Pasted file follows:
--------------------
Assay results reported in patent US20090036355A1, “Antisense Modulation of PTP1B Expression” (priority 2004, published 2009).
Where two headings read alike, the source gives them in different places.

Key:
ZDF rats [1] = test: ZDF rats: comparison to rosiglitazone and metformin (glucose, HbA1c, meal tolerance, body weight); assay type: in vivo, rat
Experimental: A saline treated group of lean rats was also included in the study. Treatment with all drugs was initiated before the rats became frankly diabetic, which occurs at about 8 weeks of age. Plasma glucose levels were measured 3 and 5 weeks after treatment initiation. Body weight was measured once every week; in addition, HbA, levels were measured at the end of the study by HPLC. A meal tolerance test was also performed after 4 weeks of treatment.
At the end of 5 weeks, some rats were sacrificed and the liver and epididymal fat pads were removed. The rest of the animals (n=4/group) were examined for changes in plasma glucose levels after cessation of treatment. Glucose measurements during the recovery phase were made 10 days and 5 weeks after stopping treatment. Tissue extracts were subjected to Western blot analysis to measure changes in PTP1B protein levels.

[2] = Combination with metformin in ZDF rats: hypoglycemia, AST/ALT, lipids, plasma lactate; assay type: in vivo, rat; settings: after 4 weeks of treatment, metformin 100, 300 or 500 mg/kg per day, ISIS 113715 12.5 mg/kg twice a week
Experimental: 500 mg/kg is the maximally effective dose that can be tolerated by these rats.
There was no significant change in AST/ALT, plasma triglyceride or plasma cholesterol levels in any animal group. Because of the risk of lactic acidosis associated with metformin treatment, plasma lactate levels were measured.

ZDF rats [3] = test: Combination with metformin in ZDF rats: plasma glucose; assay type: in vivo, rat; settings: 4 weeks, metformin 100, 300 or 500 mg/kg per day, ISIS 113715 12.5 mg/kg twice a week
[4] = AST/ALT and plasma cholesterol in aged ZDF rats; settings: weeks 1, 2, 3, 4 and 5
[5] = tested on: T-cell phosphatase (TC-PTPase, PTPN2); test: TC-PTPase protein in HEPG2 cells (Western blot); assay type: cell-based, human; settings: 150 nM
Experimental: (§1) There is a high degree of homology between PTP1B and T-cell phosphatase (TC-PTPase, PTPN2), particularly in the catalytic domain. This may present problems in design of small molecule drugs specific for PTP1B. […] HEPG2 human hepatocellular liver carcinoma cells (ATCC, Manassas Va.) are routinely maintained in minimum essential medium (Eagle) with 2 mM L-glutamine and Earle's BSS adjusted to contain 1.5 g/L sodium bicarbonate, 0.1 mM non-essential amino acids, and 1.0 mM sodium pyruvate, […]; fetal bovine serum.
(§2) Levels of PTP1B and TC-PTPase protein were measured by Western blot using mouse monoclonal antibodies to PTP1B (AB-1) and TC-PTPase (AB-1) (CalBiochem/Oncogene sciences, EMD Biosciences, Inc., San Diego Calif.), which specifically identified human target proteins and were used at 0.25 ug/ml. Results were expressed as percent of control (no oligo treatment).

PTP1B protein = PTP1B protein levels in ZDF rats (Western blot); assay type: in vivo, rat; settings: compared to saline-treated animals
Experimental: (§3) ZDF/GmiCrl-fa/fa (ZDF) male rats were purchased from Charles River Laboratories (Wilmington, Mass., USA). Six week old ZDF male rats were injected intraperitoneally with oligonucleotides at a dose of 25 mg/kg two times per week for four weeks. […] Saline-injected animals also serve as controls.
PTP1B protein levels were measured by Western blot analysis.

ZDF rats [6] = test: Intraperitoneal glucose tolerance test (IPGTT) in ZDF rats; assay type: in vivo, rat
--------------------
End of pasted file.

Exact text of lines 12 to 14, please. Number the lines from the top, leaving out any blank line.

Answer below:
[5] = tested on: T-cell phosphatase (TC-PTPase, PTPN2); test: TC-PTPase protein in HEPG2 cells (Western blot); assay type: cell-based, human; settings: 150 nM
Experimental: (§1) There is a high degree of homology between PTP1B and T-cell phosphatase (TC-PTPase, PTPN2), particularly in the catalytic domain. This may present problems in design of small molecule drugs specific for PTP1B. […] HEPG2 human hepatocellular liver carcinoma cells (ATCC, Manassas Va.) are routinely maintained in minimum essential medium (Eagle) with 2 mM L-glutamine and Earle's BSS adjusted to contain 1.5 g/L sodium bicarbonate, 0.1 mM non-essential amino acids, and 1.0 mM sodium pyruvate, […]; fetal bovine serum.
(§2) Levels of PTP1B and TC-PTPase protein were measured by Western blot using mouse monoclonal antibodies to PTP1B (AB-1) and TC-PTPase (AB-1) (CalBiochem/Oncogene sciences, EMD Biosciences, Inc., San Diego Calif.), which specifically identified human target proteins and were used at 0.25 ug/ml. Results were expressed as percent of control (no oligo treatment).